Difference between revisions of "SPF+DKIM+DMARC"

From The Hive
(conclusion: dnssec)
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Correct mail configuration is especially important if you own a "biz" domain, to avoid having your email misinterpreted or misclassified as spam.
 
Correct mail configuration is especially important if you own a "biz" domain, to avoid having your email misinterpreted or misclassified as spam.
  
== Sender Policy Framework ==
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== The main technologies ==
  
SPF is described in [https://tools.ietf.org/html/rfc7208 RFC 7208] and implemented as a DNS TXT record.
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=== Sender Policy Framework ===
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'''SPF''' is described in [https://tools.ietf.org/html/rfc7208 RFC 7208] and implemented as a DNS TXT record.
  
 
<syntaxhighlight lang="bash">
 
<syntaxhighlight lang="bash">
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The version was never updated from 1, but other tools were developed to be used in conjunction with SPF.
 
The version was never updated from 1, but other tools were developed to be used in conjunction with SPF.
  
== DomainKeys Identified Mail ==
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=== DomainKeys Identified Mail ===
  
DKIM is described in  [https://tools.ietf.org/html/rfc6376 RFC 6376] and implemented by a public key in another DNS TXT record. Here is the general gist of very simple possible example.
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'''DKIM''' is described in  [https://tools.ietf.org/html/rfc6376 RFC 6376] and implemented by a public key in another DNS TXT record. Here is the general gist of very simple possible example.
  
 
<syntaxhighlight lang="bash">
 
<syntaxhighlight lang="bash">
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</syntaxhighlight>
 
</syntaxhighlight>
  
See also [http://opendkim.org/ OpenDKIM].
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If you are going to use DKIM, you also need a "milter" or similar software for your server to sign email headers with a private key corresponding to the public key in the DNS record. See [http://opendkim.org/ OpenDKIM].
  
 
== Domain-based Message Authentication, Reporting, and Conformance ==
 
== Domain-based Message Authentication, Reporting, and Conformance ==
  
DMARC is described in [https://tools.ietf.org/html/rfc7489 RFC 7489]. See also [https://sourceforge.net/projects/opendmarc/ OpenDMARC] at [http://www.trusteddomain.org/ The Trusted Domain Project].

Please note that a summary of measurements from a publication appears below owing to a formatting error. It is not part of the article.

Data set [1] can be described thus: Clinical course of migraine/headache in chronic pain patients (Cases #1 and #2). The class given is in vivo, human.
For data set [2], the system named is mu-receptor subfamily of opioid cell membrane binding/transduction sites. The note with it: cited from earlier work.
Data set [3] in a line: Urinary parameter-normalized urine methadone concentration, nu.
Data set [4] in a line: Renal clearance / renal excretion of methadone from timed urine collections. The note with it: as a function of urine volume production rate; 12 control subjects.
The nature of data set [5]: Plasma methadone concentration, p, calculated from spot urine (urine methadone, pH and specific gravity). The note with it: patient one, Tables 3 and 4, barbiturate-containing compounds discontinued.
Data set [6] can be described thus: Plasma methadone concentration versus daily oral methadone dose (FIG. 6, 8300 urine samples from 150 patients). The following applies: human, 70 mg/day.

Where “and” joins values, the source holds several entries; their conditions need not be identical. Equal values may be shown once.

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'''DMARC''' is described in [https://tools.ietf.org/html/rfc7489 RFC 7489]. See also [https://sourceforge.net/projects/opendmarc/ OpenDMARC] at [http://www.trusteddomain.org/ The Trusted Domain Project].
  
 
<syntaxhighlight lang="bash">
 
<syntaxhighlight lang="bash">
 
_dmarc.example.biz.    86400  IN      TXT    "v=DMARC1; p=quarantine"
 
_dmarc.example.biz.    86400  IN      TXT    "v=DMARC1; p=quarantine"
 
</syntaxhighlight>
 
</syntaxhighlight>
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== Conclusion ==
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All of the foregoing technologies are implemented as DNS records. To further secure the authenticity of your email, you might consider using [[X.509+DNSSEC+CAA|DNSSEC]] on your domain.

Revision as of 04:33, 11 February 2020

Correct mail configuration is especially important if you own a "biz" domain, to avoid having your email misinterpreted or misclassified as spam.

The main technologies

Sender Policy Framework

SPF is described in RFC 7208 and implemented as a DNS TXT record.

example.biz.            86400   IN      TXT     "v=spf1 a mx ~all"

Too short a time-to-live (here 86400 seconds) is often taken as an indicator of spammishness. The "biz" tld itself uses 900 seconds, but that can be used to quickly revoke a spammer's domain.

The version was never updated from 1, but other tools were developed to be used in conjunction with SPF.

DomainKeys Identified Mail

DKIM is described in RFC 6376 and implemented by a public key in another DNS TXT record. Here is the general gist of very simple possible example.

default._domainkey.example.biz. 86400 IN TXT    "v=DKIM1; k=rsa; p=base64encodedpublickey"

If you are going to use DKIM, you also need a "milter" or similar software for your server to sign email headers with a private key corresponding to the public key in the DNS record. See OpenDKIM.

Domain-based Message Authentication, Reporting, and Conformance

DMARC is described in RFC 7489. See also OpenDMARC at The Trusted Domain Project.

_dmarc.example.biz.     86400   IN      TXT     "v=DMARC1; p=quarantine"

Conclusion

All of the foregoing technologies are implemented as DNS records. To further secure the authenticity of your email, you might consider using DNSSEC on your domain.